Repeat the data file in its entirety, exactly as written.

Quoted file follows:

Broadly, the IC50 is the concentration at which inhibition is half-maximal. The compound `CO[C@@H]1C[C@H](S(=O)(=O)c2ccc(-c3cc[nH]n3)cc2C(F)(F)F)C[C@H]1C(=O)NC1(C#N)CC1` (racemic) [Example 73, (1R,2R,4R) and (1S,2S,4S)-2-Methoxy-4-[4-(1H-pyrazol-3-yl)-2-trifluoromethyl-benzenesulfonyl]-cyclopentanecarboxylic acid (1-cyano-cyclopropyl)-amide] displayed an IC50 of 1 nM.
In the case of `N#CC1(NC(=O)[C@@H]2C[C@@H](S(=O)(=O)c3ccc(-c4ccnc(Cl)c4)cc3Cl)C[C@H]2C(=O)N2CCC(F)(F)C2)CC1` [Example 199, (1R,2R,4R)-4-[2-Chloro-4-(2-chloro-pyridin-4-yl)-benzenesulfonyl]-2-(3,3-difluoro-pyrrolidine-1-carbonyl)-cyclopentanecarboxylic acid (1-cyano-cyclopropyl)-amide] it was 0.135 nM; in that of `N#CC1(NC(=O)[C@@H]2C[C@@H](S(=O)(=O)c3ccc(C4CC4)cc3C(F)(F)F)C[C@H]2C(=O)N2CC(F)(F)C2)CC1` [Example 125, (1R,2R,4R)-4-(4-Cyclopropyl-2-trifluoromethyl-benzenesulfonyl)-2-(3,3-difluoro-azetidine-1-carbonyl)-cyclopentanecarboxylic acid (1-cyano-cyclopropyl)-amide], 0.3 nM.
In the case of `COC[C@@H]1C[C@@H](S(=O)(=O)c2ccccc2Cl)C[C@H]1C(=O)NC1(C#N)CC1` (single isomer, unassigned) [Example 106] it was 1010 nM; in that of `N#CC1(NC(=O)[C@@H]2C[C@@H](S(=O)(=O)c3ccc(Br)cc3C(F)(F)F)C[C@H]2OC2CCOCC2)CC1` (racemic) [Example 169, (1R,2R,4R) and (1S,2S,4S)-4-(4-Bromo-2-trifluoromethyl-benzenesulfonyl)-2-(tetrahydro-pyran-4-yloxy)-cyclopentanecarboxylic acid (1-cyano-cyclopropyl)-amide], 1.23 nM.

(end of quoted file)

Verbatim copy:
Broadly, the IC50 is the concentration at which inhibition is half-maximal. The compound `CO[C@@H]1C[C@H](S(=O)(=O)c2ccc(-c3cc[nH]n3)cc2C(F)(F)F)C[C@H]1C(=O)NC1(C#N)CC1` (racemic) [Example 73, (1R,2R,4R) and (1S,2S,4S)-2-Methoxy-4-[4-(1H-pyrazol-3-yl)-2-trifluoromethyl-benzenesulfonyl]-cyclopentanecarboxylic acid (1-cyano-cyclopropyl)-amide] displayed an IC50 of 1 nM.
In the case of `N#CC1(NC(=O)[C@@H]2C[C@@H](S(=O)(=O)c3ccc(-c4ccnc(Cl)c4)cc3Cl)C[C@H]2C(=O)N2CCC(F)(F)C2)CC1` [Example 199, (1R,2R,4R)-4-[2-Chloro-4-(2-chloro-pyridin-4-yl)-benzenesulfonyl]-2-(3,3-difluoro-pyrrolidine-1-carbonyl)-cyclopentanecarboxylic acid (1-cyano-cyclopropyl)-amide] it was 0.135 nM; in that of `N#CC1(NC(=O)[C@@H]2C[C@@H](S(=O)(=O)c3ccc(C4CC4)cc3C(F)(F)F)C[C@H]2C(=O)N2CC(F)(F)C2)CC1` [Example 125, (1R,2R,4R)-4-(4-Cyclopropyl-2-trifluoromethyl-benzenesulfonyl)-2-(3,3-difluoro-azetidine-1-carbonyl)-cyclopentanecarboxylic acid (1-cyano-cyclopropyl)-amide], 0.3 nM.
In the case of `COC[C@@H]1C[C@@H](S(=O)(=O)c2ccccc2Cl)C[C@H]1C(=O)NC1(C#N)CC1` (single isomer, unassigned) [Example 106] it was 1010 nM; in that of `N#CC1(NC(=O)[C@@H]2C[C@@H](S(=O)(=O)c3ccc(Br)cc3C(F)(F)F)C[C@H]2OC2CCOCC2)CC1` (racemic) [Example 169, (1R,2R,4R) and (1S,2S,4S)-4-(4-Bromo-2-trifluoromethyl-benzenesulfonyl)-2-(tetrahydro-pyran-4-yloxy)-cyclopentanecarboxylic acid (1-cyano-cyclopropyl)-amide], 1.23 nM.